The Greeks had their tragedies. The Romans a love for gore. The Japanese have Noh.
Well not quite as old as the ancient world, Noh’s classical drama has been performed continuously since the 13th Century. Like kabuki in it’s earliest inceptions, men play both male and female roles. Masks are a big part of the performance that can last all day.
If you went to a traditional Noh in the past, you would see five plays mingled with short, humorous courses to cleanse the palate. Today, Noh is performed in two plays and a humor set, a kyogen, set in between.
The plays are traditional and codified by the family foundation, new plays occasionally celebrate history and welcome innovation. There have also been fusion Noh blending with other art forms like Banruku, puppet theatre.
One cool tradition is that Noh players rehearse only once as an ensemble, which embodies the saying, Sen no Rikyu, “one chance, one meeting.”
I’m a sucker for the Tudors. I love that period of history. I’m half English myself so it cuts deep. I love costumes and the velvets and rich damasks and the tales of courtly love when Ladies were Ladies and Gentleman got down on bended knee for a whiff of their heart’s desire. Today, the men I see on trains would push me away for a seat. Sigh. But I wonder if I could really hack it at the Tudor court. All is not what it seems. Soft velvets won’t break your fall if you happen to be born on the wrong side of the blanket.
Whether you prefer the old English Bullen or the fancified Boleyn spelling, they were a family to be reckoned with. They came, according to the genealogy from Norfolk County, England. We’re concerned with the Fifth generation. Sometime between 1500-1504 Mary was born. She was the eldest of the family trio who landed at court and became embroiled in a scandal that destroyed the Boleyn name and the family reputation. Next to nothing is known about her-except she was schooled in France like Anne and became Henry’s mistress. She bore him a son. She seems to have quietly faded into the background, rather than stepped aside for Anne as Philippa Gregory suggests in, The Other Boleyn Girl.
Whether the two were close or rivals is unknown and pure speculation. But that’s fiction, right? Brilliant. Gregory came under fire for her historical inaccuracies, and her portrayal of Mary as innocent bystander. What Gregory was doing was putting a fresh spin on a story that has been told over and over (and keeps us coming back!). The story is written first POV through Mary’s eyes, the perfect showcase for a new telling of the Anne and Henry saga. Nothing particularly new to add. Nothing that doesn’t fall lock-step with what we’ve already heard. Great story though. If you understand story, you understand why Gregory had to make Mary the perfect-root-till your drop protagonist and Anne the selfish, if a bit unbalanced antagonist. Story. Not history. I love the book. It’s well written and one of my favorites, but if you’re a history-lover you’ll take umbrage with the main premise. There is no evidence Anne Boleyn was guilty of any of the crimes she was convicted of, much less incest with her brother George. Not one man would dare to go against the king. Not even Anne’s uncle.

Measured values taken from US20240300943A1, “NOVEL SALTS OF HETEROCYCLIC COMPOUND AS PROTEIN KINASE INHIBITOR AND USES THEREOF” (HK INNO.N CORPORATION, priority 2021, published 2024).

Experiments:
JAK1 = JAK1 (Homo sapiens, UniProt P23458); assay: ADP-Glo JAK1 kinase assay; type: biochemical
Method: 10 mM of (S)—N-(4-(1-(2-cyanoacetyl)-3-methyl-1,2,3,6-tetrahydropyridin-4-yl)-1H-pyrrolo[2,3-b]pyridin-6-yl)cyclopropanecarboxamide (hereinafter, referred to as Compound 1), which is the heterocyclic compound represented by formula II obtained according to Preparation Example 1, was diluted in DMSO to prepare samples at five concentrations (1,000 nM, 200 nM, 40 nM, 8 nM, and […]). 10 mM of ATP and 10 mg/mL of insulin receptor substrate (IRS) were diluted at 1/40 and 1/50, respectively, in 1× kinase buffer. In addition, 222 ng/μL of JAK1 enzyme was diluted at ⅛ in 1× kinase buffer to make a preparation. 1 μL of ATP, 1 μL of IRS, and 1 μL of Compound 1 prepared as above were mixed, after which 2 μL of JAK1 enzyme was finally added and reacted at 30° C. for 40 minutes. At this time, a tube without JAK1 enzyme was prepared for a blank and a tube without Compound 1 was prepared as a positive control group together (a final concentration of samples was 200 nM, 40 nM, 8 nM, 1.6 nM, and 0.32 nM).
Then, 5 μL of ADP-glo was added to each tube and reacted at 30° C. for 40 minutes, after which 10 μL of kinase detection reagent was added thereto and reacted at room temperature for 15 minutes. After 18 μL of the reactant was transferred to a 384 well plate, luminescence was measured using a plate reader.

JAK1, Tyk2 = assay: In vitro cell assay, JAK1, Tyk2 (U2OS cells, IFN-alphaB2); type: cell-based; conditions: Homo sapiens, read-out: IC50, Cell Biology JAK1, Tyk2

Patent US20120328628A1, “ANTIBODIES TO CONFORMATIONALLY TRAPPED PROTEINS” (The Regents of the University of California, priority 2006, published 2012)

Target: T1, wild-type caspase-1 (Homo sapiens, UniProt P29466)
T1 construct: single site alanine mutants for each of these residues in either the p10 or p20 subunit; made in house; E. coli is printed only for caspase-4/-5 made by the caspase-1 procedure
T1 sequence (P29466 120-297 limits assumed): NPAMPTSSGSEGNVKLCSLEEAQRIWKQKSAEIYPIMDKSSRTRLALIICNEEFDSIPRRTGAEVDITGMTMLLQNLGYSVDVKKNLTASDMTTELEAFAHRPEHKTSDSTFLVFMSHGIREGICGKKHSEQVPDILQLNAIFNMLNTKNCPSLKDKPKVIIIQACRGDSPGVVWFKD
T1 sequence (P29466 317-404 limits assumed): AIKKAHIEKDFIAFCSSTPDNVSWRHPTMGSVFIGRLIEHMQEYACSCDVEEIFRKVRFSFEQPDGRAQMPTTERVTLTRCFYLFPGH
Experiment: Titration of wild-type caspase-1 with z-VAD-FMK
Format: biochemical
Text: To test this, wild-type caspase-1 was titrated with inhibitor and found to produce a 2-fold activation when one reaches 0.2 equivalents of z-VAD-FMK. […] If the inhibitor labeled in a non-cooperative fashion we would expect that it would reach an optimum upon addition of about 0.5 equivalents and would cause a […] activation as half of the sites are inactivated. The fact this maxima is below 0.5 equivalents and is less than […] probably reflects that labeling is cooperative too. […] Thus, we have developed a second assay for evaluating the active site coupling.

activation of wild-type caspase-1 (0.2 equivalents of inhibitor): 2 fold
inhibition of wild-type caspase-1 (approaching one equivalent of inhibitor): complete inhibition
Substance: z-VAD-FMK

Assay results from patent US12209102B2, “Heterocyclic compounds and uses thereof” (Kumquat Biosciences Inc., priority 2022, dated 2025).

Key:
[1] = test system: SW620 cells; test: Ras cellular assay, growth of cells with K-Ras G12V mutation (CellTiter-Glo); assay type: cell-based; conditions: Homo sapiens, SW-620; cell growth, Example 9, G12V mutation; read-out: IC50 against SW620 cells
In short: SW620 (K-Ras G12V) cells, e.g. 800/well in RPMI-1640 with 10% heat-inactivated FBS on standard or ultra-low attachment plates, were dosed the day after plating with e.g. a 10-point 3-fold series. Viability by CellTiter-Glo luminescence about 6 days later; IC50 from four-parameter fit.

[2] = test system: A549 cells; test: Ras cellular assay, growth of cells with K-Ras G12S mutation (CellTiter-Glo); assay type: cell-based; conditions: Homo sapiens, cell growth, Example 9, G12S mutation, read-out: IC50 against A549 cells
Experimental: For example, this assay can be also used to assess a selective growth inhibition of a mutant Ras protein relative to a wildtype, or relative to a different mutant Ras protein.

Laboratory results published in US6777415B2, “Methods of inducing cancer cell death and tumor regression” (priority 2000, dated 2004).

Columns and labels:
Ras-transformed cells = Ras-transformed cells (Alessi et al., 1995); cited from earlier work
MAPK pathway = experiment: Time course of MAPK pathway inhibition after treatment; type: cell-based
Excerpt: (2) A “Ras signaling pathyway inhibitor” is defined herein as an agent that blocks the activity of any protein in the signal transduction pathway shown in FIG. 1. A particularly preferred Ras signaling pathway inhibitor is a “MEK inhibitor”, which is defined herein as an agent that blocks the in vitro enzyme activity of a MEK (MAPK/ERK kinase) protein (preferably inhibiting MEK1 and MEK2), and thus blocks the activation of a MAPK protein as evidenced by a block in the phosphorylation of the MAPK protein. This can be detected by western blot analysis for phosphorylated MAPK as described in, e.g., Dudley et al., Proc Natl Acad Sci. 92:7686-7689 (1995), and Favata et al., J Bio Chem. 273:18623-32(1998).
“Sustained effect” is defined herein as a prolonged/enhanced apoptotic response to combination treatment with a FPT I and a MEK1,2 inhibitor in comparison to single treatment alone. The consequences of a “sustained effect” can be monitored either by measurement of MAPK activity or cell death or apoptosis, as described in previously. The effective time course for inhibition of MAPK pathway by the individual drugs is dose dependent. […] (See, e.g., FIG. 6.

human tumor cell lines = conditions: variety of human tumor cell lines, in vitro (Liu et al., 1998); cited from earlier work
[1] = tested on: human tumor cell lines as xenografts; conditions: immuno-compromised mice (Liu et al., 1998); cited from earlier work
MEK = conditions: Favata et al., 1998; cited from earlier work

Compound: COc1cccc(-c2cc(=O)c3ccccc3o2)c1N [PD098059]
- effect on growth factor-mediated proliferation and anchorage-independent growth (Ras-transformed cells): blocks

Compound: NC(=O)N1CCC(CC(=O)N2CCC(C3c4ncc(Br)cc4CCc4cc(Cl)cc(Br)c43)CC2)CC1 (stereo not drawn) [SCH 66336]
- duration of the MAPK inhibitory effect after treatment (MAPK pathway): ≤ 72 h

Now that we’ve moved away from story, I’ve always hated that particular incest charge, because it’s so unbelievable, it’s overkill and once again we see George’s name dragged through the mud. Unimaginative. Give me a George who is heroic. He was born around 1503, not much is known about him either but he has gone down in history as the most hated Boleyn because of what he may have felt for his sister. I don’t buy it. It’s too bizarre.
Now we come to Anne. All too often, history has portrayed Henry’s second wife as a termagant and a shrew. Well, she did persuade a king to divide his church and cast off his wife. She was born sometime around 1501. Sent to the French court as a young girl, she came back a woman of intrigue. She was not an English beauty with thick blonde hair and rosy cheeks or a well-formed bosom, but possessed a sallow complexion, with sleek dark hair that matched her keen, black eyes. She was confident and dressed well. No gable hoods for her. She wore French. Witty, and quick-minded, she was bound to attract attention.
Eric Ives, preeminent historian accuses Thomas Cromwell as the architect in Anne’s downfall. We know that she didn’t get a fair trial-her own uncle, the Duke of Norfolk sat in judgment of her. The charges against her. Adultery. Treason. And, Witchcraft. The confessions extracted by torture from the men accused of committing adultery. Remember, this is an era where one’s religious life was of the utmost importance, and Henry wanted to get rid of Anne. He saw he could do it before with Katherine, and he wanted out. What better way to absolve himself of a woman he despised by claiming he was bewitched?